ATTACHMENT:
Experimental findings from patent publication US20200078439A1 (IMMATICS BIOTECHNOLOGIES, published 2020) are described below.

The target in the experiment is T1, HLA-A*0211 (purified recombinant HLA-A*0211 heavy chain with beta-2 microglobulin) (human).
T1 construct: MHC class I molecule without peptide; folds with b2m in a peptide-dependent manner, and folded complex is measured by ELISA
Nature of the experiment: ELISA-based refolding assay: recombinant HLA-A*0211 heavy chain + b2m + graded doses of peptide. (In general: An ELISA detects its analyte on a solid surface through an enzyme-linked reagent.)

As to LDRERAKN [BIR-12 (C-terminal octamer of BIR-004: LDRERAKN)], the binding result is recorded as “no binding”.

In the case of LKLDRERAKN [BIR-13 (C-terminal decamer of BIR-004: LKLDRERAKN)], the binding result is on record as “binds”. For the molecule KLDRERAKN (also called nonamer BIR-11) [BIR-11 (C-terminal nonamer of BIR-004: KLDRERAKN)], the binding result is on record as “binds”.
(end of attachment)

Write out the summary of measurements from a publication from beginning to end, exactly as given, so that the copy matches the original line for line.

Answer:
Experimental findings from patent publication US20200078439A1 (IMMATICS BIOTECHNOLOGIES, published 2020) are described below.

The target in the experiment is T1, HLA-A*0211 (purified recombinant HLA-A*0211 heavy chain with beta-2 microglobulin) (human).
T1 construct: MHC class I molecule without peptide; folds with b2m in a peptide-dependent manner, and folded complex is measured by ELISA
Nature of the experiment: ELISA-based refolding assay: recombinant HLA-A*0211 heavy chain + b2m + graded doses of peptide. (In general: An ELISA detects its analyte on a solid surface through an enzyme-linked reagent.)

As to LDRERAKN [BIR-12 (C-terminal octamer of BIR-004: LDRERAKN)], the binding result is recorded as “no binding”.

In the case of LKLDRERAKN [BIR-13 (C-terminal decamer of BIR-004: LKLDRERAKN)], the binding result is on record as “binds”. For the molecule KLDRERAKN (also called nonamer BIR-11) [BIR-11 (C-terminal nonamer of BIR-004: KLDRERAKN)], the binding result is on record as “binds”.